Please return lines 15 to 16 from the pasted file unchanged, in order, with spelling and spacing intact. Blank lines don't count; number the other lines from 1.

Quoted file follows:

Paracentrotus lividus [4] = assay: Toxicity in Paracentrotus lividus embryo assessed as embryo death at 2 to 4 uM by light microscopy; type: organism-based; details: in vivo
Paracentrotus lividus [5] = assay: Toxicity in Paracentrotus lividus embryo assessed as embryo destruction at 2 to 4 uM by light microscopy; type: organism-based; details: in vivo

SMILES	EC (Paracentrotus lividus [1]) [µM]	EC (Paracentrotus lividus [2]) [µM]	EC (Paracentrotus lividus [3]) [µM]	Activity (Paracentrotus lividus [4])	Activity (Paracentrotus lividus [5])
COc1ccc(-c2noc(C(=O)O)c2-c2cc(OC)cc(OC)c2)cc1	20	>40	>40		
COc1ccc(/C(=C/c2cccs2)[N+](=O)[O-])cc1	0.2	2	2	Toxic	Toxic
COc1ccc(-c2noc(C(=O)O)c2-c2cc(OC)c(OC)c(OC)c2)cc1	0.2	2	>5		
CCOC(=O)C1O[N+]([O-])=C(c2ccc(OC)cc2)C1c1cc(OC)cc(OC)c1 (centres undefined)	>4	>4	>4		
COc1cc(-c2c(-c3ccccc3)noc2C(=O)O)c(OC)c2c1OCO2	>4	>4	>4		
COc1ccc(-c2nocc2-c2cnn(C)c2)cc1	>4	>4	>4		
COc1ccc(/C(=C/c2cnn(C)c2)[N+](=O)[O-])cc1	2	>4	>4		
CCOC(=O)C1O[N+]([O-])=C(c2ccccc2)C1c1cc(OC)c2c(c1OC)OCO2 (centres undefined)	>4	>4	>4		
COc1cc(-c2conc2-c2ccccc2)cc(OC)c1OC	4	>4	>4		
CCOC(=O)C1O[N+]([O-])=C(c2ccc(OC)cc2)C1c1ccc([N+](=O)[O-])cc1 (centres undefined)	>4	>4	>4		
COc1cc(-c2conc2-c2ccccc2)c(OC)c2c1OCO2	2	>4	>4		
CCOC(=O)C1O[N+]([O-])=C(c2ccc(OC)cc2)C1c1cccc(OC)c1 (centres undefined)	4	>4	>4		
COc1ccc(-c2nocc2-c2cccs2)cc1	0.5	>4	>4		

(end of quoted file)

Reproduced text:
CCOC(=O)C1O[N+]([O-])=C(c2ccc(OC)cc2)C1c1cccc(OC)c1 (centres undefined)	4	>4	>4		
COc1ccc(-c2nocc2-c2cccs2)cc1	0.5	>4	>4		